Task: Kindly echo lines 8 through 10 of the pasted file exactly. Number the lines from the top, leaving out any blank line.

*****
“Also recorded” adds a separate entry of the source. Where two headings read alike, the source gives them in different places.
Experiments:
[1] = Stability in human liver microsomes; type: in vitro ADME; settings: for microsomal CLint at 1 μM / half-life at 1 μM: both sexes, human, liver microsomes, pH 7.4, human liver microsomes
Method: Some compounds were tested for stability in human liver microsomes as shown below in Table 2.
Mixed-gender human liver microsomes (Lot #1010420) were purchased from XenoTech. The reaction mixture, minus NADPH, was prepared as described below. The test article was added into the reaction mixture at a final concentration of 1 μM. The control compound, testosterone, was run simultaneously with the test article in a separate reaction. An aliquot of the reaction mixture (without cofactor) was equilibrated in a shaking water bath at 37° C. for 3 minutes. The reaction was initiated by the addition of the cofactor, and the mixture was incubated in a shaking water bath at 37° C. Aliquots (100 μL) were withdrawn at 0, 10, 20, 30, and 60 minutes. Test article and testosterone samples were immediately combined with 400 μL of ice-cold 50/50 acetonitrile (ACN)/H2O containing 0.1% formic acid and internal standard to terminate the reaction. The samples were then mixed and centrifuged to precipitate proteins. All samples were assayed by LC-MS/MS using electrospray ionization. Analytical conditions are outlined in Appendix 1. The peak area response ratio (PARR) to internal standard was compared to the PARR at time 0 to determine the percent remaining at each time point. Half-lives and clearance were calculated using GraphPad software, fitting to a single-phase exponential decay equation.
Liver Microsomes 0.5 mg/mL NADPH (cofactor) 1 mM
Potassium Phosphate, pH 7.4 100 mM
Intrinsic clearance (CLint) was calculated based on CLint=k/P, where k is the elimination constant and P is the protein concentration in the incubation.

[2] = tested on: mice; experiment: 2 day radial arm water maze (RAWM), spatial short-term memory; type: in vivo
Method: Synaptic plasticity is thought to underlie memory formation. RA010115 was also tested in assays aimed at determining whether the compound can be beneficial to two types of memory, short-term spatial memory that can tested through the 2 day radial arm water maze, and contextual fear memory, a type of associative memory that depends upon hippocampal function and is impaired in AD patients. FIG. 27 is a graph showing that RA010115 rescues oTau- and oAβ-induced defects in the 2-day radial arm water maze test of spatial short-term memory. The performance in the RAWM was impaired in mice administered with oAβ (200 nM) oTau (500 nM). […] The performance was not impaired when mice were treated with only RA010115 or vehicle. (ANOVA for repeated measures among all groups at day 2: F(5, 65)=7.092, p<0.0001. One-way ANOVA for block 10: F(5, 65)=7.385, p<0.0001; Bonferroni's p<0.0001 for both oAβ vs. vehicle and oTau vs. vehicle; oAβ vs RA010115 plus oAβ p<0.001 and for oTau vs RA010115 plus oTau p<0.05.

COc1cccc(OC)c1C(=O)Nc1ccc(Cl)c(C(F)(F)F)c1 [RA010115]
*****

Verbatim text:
Intrinsic clearance (CLint) was calculated based on CLint=k/P, where k is the elimination constant and P is the protein concentration in the incubation.

[2] = tested on: mice; experiment: 2 day radial arm water maze (RAWM), spatial short-term memory; type: in vivo
Method: Synaptic plasticity is thought to underlie memory formation. RA010115 was also tested in assays aimed at determining whether the compound can be beneficial to two types of memory, short-term spatial memory that can tested through the 2 day radial arm water maze, and contextual fear memory, a type of associative memory that depends upon hippocampal function and is impaired in AD patients. FIG. 27 is a graph showing that RA010115 rescues oTau- and oAβ-induced defects in the 2-day radial arm water maze test of spatial short-term memory. The performance in the RAWM was impaired in mice administered with oAβ (200 nM) oTau (500 nM). […] The performance was not impaired when mice were treated with only RA010115 or vehicle. (ANOVA for repeated measures among all groups at day 2: F(5, 65)=7.092, p<0.0001. One-way ANOVA for block 10: F(5, 65)=7.385, p<0.0001; Bonferroni's p<0.0001 for both oAβ vs. vehicle and oTau vs. vehicle; oAβ vs RA010115 plus oAβ p<0.001 and for oTau vs RA010115 plus oTau p<0.05.